Most cities too hot to host the summer Olympics by 2085: study
By Lily Jamali
BERKELEY, Calif. (Reuters) - In 70 years, most cities in the Northern Hemisphere will be unfit to host the summer Olympics due to rising temperatures associated with climate change, according to a medical journal's findings published this week.
“Our study using climate change projection shows that there will be very few cities at the end of the century that will be able to hold the summer Olympics as we know them today,” said John Balmes, a professor of public safety at the University of California, Berkeley, who co-authored the paper.
The findings, which originally appeared in the The Lancet, indicate that by 2085, only eight Northern Hemisphere cities outside of Western Europe are likely to be cool enough to host the summer Games. San Francisco would be one of just three North American cities that could serve as hosts.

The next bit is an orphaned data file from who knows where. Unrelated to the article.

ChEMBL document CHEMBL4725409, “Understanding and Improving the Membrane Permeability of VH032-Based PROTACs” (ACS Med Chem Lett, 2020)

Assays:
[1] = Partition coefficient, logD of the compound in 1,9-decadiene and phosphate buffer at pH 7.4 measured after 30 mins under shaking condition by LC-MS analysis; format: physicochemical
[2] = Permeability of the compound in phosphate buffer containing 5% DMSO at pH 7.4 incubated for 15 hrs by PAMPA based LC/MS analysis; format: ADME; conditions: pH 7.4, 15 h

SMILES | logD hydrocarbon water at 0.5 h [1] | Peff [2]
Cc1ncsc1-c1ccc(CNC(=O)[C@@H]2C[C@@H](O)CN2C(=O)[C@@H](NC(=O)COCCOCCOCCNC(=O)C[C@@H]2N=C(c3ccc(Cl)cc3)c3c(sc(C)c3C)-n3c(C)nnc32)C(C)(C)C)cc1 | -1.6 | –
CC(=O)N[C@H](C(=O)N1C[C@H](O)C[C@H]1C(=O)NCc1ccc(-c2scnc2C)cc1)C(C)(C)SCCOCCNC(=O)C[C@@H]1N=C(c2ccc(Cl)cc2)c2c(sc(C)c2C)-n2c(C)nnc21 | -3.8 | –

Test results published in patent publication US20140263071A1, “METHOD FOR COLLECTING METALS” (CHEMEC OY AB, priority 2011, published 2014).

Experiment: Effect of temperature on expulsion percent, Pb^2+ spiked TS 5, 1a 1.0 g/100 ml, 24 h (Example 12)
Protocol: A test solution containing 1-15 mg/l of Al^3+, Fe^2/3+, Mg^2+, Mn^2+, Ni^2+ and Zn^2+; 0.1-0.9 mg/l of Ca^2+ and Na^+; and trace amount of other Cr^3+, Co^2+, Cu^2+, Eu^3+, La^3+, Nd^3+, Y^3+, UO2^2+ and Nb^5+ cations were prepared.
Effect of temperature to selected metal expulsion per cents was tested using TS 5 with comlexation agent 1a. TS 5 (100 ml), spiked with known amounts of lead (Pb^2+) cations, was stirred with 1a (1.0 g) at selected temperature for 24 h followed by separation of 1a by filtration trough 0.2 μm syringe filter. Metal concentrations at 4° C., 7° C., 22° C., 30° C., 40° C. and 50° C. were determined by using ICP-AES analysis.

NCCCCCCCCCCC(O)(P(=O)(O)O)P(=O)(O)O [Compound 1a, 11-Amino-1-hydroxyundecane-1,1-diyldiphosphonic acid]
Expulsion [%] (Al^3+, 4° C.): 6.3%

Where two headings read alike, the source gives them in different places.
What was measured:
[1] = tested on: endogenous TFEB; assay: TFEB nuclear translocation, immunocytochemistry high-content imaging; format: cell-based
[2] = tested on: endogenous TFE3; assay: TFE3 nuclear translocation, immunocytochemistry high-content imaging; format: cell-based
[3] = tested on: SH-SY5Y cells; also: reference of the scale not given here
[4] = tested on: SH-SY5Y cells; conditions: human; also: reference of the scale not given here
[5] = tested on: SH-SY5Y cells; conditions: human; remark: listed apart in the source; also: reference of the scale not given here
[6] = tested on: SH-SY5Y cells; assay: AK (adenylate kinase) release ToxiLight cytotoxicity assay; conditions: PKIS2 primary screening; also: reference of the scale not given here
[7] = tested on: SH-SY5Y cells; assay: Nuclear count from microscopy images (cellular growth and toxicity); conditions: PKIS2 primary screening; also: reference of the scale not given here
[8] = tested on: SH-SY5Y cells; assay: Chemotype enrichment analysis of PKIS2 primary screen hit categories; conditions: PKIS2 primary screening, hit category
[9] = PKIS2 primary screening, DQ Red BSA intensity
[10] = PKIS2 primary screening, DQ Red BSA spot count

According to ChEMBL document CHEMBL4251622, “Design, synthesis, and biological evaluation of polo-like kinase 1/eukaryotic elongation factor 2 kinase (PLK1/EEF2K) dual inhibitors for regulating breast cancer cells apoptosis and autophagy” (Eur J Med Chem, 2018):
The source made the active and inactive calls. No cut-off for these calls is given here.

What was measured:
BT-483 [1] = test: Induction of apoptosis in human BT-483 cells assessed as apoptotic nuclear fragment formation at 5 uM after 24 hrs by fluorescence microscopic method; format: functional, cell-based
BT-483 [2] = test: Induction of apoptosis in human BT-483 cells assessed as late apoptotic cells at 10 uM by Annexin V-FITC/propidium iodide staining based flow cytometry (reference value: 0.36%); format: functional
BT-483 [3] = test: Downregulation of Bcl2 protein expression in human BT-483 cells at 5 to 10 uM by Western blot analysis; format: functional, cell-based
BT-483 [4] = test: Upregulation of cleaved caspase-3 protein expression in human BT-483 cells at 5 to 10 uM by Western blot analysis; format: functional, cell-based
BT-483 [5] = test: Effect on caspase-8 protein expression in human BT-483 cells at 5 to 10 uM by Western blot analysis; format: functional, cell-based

The researchers used projections for the wetbulb globe temperature (WBGT), a measurement that combines temperature, humidity, heat radiation and wind, to determine the viability of potential host cities.
They focused their search in the Northern Hemisphere, home to 90 percent of the world’s population, and only considered cities with at least 600,000 residents, the size considered necessary for hosting the Games.
The findings assumed that any city with more than a 10 percent chance of having to cancel a marathon due to temperatures exceeding 26 degrees Celsius, or 78 degrees Fahrenheit, would not be a viable venue.
“If you’re going to be spending billions of dollars to host an event, you’re going to want have a level of certainty that you’re not going to have to cancel it at the last minute,” said UC Berkeley Professor Kirk Smith, a co-author on the study.
According to the projection models, by 2085, all of the cities that are or were in contention for either the 2020 or 2024 summer Olympics, Istanbul, Madrid, Rome, Paris and Budapest, would be unfit to host the games. Continued...